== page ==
Normally, I allow the Zen or Sufi stories I post to stand alone without commentary. However, I feel the previous Zen story (A Game of Chess) carries with it many important lessons beyond just compassion and concentration. The less obvious lesson that I would like to point out stems from the master’s comment to the prince to “go hug your chess opponent who made [the lessons] possible.”
This comment is so subtle, yet it carries such weight. In its essence, it is a reminder that our “enemies” are our greatest teachers. Merely perceiving another as your enemy creates a sense of separation…a departure from the oneness that is true. And even more basic than that is the reality that an enemy is someone that shows us our own weakness. Learning to have more control over ourselves, and not be swayed and in constant turmoil because of the words and actions of another, is true strength.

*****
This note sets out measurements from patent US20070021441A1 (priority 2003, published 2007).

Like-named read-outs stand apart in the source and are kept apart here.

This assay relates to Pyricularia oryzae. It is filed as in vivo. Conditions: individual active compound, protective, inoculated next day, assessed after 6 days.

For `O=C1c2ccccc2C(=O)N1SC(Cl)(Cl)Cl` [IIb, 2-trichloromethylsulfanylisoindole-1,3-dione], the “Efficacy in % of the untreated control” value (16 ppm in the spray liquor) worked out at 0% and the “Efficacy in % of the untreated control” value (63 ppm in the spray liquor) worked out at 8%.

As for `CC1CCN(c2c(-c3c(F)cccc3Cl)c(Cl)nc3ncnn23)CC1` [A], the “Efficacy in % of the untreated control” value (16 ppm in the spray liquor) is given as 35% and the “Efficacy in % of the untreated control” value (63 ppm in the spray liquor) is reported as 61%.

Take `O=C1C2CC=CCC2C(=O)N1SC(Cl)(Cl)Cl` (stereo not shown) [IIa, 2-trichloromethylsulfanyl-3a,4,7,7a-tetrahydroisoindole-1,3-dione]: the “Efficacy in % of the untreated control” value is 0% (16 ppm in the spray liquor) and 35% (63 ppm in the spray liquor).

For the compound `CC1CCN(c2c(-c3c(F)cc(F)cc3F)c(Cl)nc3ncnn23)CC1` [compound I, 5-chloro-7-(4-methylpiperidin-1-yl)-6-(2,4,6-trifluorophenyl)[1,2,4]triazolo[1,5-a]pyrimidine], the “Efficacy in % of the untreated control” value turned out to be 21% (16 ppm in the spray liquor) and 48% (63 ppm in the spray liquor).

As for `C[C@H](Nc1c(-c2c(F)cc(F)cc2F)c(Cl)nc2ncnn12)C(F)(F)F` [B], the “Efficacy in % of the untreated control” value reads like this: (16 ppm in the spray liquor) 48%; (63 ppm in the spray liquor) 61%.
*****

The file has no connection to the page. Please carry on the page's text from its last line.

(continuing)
We learn what we’re really made of not when everything is going well, but when things are not. Our weakness (lack of self control) is shown in moments of anger and rage…when we allow the words or actions of another to disturb our inner peace. How could we know that we had that within us if not for our opponents? We can measure our growth by our ability to remain calm in the face of those same persons or situations that once caused great internal (and possibly external) disruption. The calm comes not from ignoring what is happening, but from an understanding of what is really important. We learn to ignore the unnecessary drama and focus our attention on actions that must be taken to address real challenges.
So when you are able to infuse concentration and compassion when facing an opponent, your Self has scored a victory over your self. Therefore, I say checkmate! ;)
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